“Ok,” the man said, now just talking to the girl, “you are going to keep your fucking mouth shut, do you understand?” The boy was more forceful with the girl. He sounded older than he had with Peggy. Peggy could now see that he had the gun in the girl’s ribs and had let go of her neck. The girl was crying and shaking. He held out the bag of cigarettes. “Carry this.” But the girl couldn’t move she was so afraid. He took the gun and hit her hard on the arm with it “wake up” and the girl took the bag, and when she did she was shaking so hard the bag made the sound of plastic rubbing against plastic.
In a moment, she heard the boy say, “Turn over old lady”
Peggy could feel herself obeying him and now she was laying on her back. She got a good look at the boy who seemed just the same age as the girl, they almost seemed like they could be together, except the look on the girl’s face told a different story. Her long blond hair looked flat as if she could have cried so much to have wet her hair into flat, greasy streaks. Her make up was running down her face, and her skin was ghostly white. She was shaking so hard it was making Peggy feel like she might throw up, like when you see a rodent partially run over when you are walking down the street. Part of it still intact, but the rest of it so smashed up that there would be no way for it to make it. The boy bent over Peggy and pointed the gun in her face. Peggy felt all the life and blood leave her and a sudden silence made her self, her soul evaporate. And in its place was a white numbness that was a kind of protection. It was God sitting beside her like she had heard happens when things are too much. As bad as things had been, things had never been too much before. It’s over Peggy thought and she realized that Mike and teddy would be ok. She realized that she was not much of anything on this earth. She could feel how things would close back up and how for all intents and purposes she hadn’t really existed. But, then she felt her legs doing something. It wasn’t embarrassing at all to lift her heavy thighs and draw them towards her body. It was such an unexpected and strange sight that no one moved. Peggy drew her legs towards her body and then in a violent thrust kicked the boy with both her legs. She kicked him in his knees and the force of her kick threw him hard against the counter, but he didn’t fall and he didn’t drop the gun. He was just shoved backwards. The cash register made a loud jangling noise then there was a silence. Peggy quickly rose and thrust her body close to the boy. She pushed him hard against the counter and he was so wedged in that he couldn’t move. He couldn’t raise the gun, and her heavy body was too much for him. Her face was close to his and now she could see the little boy in his eyes. The girl, who was standing next to them, screamed and ran out of the store. Peggy could see the headlights light up the store and flash on the boy’s face as the girl pulled out of the parking lot.
“You are going to drop the gun and you are going to get out of here,” Peggy said and she used the same voice she used when she was mad at her own boys. She pursed her lips and stared into his eyes. He licked his lips and clenched his teeth. Neither one of them moved. And, Peggy imagined the cars outside passing; if someone looked in what would they see? The two of them behind the counter, a frozen moment. A weird scene. The type of thing that a kid says to his parents “mom there’s a fight in the store.” The tired parents answering “uh huh” but not hearing. Or a young girl driving home, seeing inside but afraid. Not wanting to witness anything, turning her radio up and just continuing down the road.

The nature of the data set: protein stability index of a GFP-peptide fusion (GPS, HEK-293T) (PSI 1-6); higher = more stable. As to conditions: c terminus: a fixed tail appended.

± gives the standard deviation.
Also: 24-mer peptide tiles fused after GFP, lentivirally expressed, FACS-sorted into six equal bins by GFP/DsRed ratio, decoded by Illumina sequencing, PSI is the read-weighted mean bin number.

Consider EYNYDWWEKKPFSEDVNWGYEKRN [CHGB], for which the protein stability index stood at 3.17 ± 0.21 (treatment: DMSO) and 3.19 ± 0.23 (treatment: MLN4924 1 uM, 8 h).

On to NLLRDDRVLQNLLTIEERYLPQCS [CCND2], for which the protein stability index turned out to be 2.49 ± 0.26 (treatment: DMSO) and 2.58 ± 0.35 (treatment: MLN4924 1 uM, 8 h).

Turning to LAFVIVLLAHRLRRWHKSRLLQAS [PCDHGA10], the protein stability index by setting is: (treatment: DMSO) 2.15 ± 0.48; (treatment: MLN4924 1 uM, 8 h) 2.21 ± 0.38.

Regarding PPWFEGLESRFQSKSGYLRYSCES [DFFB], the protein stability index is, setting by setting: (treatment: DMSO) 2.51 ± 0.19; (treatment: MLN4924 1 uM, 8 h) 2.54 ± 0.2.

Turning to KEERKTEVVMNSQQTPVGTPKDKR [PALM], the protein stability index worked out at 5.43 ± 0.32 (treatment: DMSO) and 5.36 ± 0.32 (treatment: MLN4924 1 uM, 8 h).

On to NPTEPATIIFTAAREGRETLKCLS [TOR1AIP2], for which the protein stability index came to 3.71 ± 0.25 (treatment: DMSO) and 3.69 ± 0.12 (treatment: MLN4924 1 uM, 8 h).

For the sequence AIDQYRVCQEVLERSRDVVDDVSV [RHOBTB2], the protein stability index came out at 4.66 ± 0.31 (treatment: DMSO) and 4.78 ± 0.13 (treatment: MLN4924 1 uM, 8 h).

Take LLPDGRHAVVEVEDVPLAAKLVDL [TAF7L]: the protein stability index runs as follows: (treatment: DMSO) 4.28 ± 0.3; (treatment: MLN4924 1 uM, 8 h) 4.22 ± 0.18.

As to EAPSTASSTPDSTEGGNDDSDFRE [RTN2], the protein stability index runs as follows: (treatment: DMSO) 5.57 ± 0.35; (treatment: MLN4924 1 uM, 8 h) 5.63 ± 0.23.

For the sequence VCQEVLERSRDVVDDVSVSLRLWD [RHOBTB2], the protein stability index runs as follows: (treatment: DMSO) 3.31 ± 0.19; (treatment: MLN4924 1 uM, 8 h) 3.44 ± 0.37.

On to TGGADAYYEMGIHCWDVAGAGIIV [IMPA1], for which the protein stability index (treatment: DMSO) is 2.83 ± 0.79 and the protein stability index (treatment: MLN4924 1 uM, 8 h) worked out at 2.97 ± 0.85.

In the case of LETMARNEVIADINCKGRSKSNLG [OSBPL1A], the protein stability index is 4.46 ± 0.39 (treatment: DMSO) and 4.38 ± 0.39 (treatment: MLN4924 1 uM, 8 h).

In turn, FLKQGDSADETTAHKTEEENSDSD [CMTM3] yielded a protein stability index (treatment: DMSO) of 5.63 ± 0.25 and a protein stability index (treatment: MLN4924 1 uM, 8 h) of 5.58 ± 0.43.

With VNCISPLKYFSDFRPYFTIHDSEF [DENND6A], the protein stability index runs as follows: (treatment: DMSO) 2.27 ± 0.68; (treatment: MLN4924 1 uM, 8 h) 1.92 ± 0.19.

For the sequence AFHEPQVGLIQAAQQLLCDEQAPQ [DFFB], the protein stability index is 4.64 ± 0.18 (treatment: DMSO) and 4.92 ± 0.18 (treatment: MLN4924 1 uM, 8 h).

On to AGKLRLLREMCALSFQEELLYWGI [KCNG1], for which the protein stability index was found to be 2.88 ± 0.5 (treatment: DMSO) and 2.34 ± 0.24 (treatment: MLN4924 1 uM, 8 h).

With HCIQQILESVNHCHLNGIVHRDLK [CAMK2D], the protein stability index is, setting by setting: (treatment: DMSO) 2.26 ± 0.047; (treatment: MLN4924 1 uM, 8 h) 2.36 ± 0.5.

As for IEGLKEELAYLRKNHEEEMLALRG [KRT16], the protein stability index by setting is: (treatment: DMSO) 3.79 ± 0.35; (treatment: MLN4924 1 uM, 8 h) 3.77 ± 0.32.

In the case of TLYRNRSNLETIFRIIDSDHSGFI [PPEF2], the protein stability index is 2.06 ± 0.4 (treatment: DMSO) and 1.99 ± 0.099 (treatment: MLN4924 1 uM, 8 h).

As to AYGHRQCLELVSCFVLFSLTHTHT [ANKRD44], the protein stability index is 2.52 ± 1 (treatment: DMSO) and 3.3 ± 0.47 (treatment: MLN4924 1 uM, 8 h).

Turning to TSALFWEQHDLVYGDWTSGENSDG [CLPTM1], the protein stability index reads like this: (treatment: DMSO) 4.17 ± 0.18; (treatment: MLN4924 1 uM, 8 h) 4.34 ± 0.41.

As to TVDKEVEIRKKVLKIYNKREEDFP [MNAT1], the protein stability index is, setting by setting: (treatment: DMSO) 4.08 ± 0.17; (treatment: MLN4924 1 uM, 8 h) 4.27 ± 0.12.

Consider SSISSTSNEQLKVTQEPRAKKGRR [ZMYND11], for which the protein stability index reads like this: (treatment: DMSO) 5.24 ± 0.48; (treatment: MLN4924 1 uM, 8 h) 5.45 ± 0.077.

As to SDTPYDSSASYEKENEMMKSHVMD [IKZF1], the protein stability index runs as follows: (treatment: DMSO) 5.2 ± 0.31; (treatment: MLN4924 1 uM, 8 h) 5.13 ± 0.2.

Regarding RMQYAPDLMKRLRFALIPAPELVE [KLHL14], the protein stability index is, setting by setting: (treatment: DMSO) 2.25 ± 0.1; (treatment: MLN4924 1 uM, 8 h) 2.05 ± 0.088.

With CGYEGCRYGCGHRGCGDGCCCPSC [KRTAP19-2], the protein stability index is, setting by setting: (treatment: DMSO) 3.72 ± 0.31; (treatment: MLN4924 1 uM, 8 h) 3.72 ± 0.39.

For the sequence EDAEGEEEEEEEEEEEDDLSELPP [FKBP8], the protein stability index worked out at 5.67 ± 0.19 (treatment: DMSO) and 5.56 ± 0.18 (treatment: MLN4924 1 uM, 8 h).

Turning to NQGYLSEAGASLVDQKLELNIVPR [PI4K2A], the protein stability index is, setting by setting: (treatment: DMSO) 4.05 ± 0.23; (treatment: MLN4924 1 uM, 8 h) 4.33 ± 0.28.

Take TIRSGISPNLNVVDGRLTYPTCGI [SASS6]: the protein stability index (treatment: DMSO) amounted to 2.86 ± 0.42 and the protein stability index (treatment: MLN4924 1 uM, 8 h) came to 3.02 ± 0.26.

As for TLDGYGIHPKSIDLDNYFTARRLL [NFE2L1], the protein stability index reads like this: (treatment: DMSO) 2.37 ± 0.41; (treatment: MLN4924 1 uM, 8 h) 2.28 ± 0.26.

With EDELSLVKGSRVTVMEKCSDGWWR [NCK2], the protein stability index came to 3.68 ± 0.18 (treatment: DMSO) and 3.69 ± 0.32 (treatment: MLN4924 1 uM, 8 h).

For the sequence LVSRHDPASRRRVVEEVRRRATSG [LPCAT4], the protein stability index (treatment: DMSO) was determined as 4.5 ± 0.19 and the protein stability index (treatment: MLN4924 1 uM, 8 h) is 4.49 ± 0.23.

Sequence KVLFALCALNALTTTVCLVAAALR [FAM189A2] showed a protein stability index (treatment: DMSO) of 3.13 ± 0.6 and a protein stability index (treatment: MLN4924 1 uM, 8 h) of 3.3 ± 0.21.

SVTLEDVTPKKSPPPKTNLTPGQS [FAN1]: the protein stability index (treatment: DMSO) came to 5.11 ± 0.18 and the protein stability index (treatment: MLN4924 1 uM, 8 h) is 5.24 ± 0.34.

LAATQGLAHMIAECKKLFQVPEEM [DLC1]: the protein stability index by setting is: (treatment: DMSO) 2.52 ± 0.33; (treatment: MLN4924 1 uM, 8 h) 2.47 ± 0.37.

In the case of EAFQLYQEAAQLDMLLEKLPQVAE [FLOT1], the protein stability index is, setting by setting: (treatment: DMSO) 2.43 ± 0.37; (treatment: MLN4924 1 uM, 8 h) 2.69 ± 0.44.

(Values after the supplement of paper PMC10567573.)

Peggy heard the gun drop. The little metal thing sounded like a toy gun.
“Let me go, mamn”
“I want you to stop doing this,” Peggy said sternly.
The young man nodded.
“I’m going to let you go but first I want to tell me you’ll never do this again.”
The young man’s eyes started to turn wet. He nodded and swallowed hard.
Peggy backed away and the young man started out slow, walking from behind the counter, then ran out of the store. Peggy could see his jean jacket and pants fade quickly as he rushed into the darkness.
Peggy stood in the white fluorescent light. She looked down at the gun on the floor. The tiny little thing. She picked it up and stood up. She held it in her hand, palm open. It was smaller than her whole hand. The gun seemed like a toy, like it couldn’t possibly have killed her. She looked down at the cash register and then slowly pressed the little button, near the cash register, to call the police. She could see herself in the monitor that was above the counter. The surveillance camera had seen the whole thing, captured it. She sat down on the stool by the checkout and waited. She placed the handgun on her lap and sat there staring at the large glass windows of the store. She didn’t feel any particular way. She knew that sometime later she would feel something, but until the police got there she just let her senses return to her. And, they did slowly: the colors faded back into the washed out colors of nighttime in the convenience store, and the sound of the refrigerators started up. The high-pitched whistling that had been in her brain died down. For an instant, there was not a thing left in the world.